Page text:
COLORADO SPRINGS, Colo. -- One of the first F-16 fighter jets to ever take flight is temporarily on display inside Falcon Stadium, as part of this weekend's outdoor hockey game at the United States Air Force Academy.
The Thunderbird paint job makes it appear as if it were part of the famous USAF demonstration squad.
That's not the case, but it does carry its own impressive resume, and also serves a similar purpose.
According to fact sheet released to KRDO by the USAFA this week, the aircraft was the first Fighting Falcons ever built.
Officially labeled 75-0745 by the military, it was the first full scale development F-16, produced by General Dynamics in Fort Worth in 1976.
After flying for several years, it became a recruiting tool in 1982.
The frame was modified so that it could be packed into a semi truck and transported throughout the country.
Nearly 40 years later, it still serves the same role, but with an updated Thunderbird paint job added a few years ago.
It arrived at the south end of Falcon Stadium on February 10, where it will remain on display through the weekend as a stunning visual representation of air prowess for the thousands who watch the game in person and the many more who will watch the live broadcast across the country.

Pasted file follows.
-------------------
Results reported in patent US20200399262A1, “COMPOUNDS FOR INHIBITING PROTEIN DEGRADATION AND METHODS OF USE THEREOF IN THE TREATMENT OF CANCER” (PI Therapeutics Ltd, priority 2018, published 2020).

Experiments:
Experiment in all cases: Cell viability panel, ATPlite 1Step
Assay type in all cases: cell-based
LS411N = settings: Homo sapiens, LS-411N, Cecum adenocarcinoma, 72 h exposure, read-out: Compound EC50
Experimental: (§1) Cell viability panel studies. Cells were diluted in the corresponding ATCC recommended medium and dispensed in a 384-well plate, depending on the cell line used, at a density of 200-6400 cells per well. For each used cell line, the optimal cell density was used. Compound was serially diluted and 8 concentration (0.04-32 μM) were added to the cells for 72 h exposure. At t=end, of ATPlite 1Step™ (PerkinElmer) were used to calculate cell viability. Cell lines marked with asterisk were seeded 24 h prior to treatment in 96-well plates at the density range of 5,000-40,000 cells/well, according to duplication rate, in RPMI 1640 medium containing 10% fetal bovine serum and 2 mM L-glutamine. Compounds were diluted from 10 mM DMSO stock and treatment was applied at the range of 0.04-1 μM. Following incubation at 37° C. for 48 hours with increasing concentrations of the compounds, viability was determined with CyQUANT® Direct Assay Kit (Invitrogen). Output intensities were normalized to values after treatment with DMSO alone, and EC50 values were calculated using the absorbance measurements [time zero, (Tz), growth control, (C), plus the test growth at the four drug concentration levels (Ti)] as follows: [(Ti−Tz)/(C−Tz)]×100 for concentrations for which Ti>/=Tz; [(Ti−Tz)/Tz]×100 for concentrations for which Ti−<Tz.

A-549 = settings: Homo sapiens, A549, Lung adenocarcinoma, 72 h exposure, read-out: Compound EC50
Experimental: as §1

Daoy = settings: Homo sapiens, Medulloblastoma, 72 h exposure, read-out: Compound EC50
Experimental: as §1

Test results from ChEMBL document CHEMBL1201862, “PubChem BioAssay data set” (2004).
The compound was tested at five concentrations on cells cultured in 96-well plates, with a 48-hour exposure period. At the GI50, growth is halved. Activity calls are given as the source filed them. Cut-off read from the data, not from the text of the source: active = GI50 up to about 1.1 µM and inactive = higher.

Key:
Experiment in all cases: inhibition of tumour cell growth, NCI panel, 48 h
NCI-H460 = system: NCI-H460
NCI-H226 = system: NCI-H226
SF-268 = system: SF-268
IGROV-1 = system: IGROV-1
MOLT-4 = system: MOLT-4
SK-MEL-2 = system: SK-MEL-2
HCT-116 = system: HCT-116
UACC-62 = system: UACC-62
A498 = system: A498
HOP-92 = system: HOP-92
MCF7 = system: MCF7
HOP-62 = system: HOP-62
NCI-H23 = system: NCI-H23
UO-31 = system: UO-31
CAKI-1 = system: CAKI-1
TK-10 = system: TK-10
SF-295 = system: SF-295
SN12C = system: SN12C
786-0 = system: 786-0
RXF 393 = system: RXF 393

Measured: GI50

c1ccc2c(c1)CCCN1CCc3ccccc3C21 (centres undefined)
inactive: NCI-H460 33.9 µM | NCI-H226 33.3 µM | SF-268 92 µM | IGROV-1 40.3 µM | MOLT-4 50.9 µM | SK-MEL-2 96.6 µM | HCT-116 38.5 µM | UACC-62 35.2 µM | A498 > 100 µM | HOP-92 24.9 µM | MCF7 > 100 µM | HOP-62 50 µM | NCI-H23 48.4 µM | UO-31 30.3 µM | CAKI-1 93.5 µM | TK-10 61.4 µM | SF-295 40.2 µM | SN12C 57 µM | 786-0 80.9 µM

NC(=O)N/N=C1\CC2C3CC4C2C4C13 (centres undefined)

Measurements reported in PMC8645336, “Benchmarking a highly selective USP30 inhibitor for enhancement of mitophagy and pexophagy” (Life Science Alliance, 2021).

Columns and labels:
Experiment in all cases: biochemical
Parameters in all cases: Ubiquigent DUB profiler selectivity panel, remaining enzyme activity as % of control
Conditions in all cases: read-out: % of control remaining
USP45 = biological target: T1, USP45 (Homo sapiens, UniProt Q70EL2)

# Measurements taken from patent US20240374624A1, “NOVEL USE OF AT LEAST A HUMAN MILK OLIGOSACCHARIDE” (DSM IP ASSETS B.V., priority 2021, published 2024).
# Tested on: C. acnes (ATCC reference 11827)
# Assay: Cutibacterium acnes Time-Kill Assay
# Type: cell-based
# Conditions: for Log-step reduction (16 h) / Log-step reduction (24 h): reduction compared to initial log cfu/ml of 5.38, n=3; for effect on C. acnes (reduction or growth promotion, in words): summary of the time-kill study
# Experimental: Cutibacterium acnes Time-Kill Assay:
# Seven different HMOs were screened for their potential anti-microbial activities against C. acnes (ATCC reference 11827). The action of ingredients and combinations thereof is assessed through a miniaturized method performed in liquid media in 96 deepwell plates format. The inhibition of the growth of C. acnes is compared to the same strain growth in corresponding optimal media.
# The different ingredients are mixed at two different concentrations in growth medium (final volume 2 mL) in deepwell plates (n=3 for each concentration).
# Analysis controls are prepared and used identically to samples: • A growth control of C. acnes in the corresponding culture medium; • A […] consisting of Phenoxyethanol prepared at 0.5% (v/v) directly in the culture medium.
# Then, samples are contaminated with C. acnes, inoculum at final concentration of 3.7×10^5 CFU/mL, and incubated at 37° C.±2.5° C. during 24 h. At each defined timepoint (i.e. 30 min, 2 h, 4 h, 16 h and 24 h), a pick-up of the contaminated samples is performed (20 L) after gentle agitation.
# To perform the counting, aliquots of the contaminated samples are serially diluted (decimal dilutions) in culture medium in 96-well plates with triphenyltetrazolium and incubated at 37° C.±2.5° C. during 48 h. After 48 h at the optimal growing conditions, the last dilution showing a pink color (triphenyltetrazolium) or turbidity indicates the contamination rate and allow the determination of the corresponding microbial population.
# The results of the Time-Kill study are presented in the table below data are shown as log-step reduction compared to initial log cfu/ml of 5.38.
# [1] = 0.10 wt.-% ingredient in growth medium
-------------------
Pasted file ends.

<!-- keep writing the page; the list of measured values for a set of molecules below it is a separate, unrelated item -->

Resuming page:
Squeezing through the tunnel in the local stadium, however, wasn't easy.
Even with it's foldable wings and nose, a photo posted on NHL.com showed an extremely narrow gap between the the jet's canopy and the ceiling of the tunnel.
USAFA Chief of Media Relations Meade Warthen confirmed that no other disassembly was necessary to squeeze through, but suggested they would have figured out an alternative method if it had not.
"No special modification were made to make it fit. However, based on the importance of brand exposure for Air Force Recruiting Service, we would have found a way to get it in the stadium and be a part of the live broadcast," he said in a statement.
The game at Falcon Stadium between the Colorado Avalanche and LA Kings begins at 5:30pm on Saturday.
Gates open at 4:00pm.
Fans who can't attend can watch is live on NBC.